Active Transdermal Systems Enabling New Drug Therapies; New Survey by Greystone Associates Reveals Key Factors and Potential
Business Editors/Health/Medical Writers
AMHERST, N.H.–(BUSINESS WIRE)–March 22, 2004
Because of its ability to improve patient compliance, transdermal drug delivery continues to grow as an alternative to oral and invasive dosage forms, particularly for the treatment of chronic conditions. But future growth of transdermal patches will be restricted by the need to limit candidate drugs to molecules small enough to effectively pass through the stratum corneum, a limitation that excludes passive transdermal patches as a viable option for the growing number of protein and peptide therapeutic compounds that will represent an increasing share of future drug therapies.
To expand the limits of transdermal drug delivery, developers are employing energy sources such as ultrasound, heat and electrical current to affect active transport through the skin. Another approach is the modification or removal of surface skin layers, a group of technologies collectively referred to as microporation, which can be used alone or in conjunction with energy-enabled active transport to expand the size and type of drug molecules capable of transdermal delivery. These techniques can increase the upper molecular size limit dramatically, opening up a host of opportunities for transdermal delivery.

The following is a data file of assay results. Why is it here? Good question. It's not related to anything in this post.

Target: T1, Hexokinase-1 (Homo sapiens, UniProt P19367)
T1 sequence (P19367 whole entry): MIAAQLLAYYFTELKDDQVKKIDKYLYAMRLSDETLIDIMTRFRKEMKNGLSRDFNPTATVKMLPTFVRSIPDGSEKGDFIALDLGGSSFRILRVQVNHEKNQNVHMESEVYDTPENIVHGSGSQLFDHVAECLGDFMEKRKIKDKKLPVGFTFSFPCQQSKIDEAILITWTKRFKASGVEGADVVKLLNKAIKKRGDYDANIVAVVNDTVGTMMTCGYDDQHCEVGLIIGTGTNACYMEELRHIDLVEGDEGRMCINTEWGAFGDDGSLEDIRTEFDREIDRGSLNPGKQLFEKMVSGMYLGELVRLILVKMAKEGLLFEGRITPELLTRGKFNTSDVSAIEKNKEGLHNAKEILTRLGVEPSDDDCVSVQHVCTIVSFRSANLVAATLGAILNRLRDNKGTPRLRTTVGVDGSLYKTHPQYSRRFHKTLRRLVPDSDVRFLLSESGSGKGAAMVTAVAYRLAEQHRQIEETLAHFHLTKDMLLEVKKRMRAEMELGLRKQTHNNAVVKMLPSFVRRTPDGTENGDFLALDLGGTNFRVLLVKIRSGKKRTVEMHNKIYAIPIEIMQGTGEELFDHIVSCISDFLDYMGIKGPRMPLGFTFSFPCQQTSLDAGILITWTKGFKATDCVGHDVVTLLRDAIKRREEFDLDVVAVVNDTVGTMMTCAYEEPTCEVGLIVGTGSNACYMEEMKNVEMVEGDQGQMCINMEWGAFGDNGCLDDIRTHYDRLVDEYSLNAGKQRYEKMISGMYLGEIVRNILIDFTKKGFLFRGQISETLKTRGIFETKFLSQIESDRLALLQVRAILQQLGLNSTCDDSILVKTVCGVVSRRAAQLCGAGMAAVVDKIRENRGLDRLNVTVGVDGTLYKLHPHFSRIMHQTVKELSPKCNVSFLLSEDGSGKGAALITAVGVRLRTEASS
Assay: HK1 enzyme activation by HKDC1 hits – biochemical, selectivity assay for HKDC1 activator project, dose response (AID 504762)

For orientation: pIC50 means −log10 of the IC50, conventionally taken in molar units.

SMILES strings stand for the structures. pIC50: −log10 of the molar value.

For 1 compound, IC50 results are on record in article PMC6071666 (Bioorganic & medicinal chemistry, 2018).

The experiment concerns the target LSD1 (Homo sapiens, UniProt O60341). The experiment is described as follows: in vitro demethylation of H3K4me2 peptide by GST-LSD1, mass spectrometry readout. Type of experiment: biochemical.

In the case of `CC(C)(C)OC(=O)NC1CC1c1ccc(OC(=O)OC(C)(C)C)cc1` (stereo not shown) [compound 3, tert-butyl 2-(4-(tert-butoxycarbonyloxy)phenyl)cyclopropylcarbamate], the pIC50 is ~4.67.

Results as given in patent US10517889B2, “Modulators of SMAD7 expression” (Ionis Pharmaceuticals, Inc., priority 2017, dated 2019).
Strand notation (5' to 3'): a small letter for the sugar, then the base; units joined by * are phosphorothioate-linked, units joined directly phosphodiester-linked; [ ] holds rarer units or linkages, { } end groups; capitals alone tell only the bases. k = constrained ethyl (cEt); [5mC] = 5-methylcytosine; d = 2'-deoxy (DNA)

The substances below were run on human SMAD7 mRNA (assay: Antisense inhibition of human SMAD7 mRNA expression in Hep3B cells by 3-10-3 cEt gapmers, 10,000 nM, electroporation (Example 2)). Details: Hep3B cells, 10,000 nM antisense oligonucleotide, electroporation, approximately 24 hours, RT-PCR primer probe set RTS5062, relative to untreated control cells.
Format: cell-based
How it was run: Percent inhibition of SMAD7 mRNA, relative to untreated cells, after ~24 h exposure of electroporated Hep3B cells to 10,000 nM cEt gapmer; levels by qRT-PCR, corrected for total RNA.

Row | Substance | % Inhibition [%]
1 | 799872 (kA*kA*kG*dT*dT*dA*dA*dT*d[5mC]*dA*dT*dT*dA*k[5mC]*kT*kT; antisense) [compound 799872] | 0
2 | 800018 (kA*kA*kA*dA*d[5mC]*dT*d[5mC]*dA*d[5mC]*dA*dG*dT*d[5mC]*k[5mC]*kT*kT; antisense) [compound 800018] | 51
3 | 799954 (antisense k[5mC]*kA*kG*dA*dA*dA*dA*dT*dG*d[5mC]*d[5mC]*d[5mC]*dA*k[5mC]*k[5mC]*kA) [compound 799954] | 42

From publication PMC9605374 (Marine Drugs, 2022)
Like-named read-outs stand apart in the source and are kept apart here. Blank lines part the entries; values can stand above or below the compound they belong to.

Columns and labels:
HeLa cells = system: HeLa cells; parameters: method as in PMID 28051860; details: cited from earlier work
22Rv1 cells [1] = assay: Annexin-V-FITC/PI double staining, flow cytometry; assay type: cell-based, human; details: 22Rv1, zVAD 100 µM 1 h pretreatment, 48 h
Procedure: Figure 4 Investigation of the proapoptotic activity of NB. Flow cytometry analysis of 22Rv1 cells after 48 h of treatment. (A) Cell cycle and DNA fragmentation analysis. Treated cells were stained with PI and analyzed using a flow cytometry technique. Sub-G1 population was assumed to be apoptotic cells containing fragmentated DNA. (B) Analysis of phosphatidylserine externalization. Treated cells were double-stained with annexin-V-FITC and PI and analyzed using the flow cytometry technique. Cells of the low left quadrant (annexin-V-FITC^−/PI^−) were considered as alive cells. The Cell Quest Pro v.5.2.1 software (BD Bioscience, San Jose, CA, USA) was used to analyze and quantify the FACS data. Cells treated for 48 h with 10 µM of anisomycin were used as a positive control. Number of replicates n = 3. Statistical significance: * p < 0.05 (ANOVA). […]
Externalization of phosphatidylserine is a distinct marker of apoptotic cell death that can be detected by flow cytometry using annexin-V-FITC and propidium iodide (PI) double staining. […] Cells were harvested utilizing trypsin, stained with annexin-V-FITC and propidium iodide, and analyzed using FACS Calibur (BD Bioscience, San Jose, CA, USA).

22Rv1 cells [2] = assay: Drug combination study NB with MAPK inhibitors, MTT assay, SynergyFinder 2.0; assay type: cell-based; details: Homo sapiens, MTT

“Large molecule therapeutics for chronic conditions such as rheumatoid arthritis, hormone deficiency, and chronic pain will be a major growth engine for the medical sector,” explains George Perros, Greystone Managing Director. “Evolving active transdermal systems will be well-positioned to address a significant segment of the large molecule biological drugs expected to emerge from the convergence of biotechnology, automated drug discovery and genome mapping.”
More information is available at www.greystoneassociates.org .
Greystone Associates is a medical and healthcare technology consulting firm providing services in strategic planning, venture development, product commercialization, and technology and market assessment.
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